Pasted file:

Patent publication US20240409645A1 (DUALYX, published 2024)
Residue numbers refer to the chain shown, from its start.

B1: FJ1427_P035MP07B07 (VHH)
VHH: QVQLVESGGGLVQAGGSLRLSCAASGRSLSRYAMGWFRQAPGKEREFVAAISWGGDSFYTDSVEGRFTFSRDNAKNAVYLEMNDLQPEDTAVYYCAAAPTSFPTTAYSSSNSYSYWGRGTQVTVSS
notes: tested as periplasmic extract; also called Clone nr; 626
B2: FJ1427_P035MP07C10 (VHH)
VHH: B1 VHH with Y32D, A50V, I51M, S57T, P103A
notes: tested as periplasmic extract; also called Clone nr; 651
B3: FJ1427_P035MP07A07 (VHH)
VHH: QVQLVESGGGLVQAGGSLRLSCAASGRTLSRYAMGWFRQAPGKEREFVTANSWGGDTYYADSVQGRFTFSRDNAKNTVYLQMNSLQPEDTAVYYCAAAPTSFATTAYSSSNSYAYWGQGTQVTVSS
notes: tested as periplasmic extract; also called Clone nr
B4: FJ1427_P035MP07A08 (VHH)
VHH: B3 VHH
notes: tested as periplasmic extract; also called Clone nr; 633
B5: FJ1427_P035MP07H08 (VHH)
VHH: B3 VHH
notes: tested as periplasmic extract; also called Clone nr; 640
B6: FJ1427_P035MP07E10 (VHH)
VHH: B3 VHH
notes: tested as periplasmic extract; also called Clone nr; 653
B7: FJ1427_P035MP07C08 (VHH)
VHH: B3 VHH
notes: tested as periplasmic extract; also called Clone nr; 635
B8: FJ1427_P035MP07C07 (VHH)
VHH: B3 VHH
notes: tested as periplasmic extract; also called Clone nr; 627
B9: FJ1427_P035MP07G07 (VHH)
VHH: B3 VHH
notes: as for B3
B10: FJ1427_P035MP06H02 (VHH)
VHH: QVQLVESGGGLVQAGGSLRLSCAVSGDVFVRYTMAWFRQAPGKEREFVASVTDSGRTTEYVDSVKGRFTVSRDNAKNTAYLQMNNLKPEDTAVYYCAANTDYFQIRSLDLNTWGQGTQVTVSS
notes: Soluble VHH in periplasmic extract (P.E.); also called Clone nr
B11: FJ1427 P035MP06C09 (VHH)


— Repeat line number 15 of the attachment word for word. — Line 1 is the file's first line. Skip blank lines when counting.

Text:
B5: FJ1427_P035MP07H08 (VHH)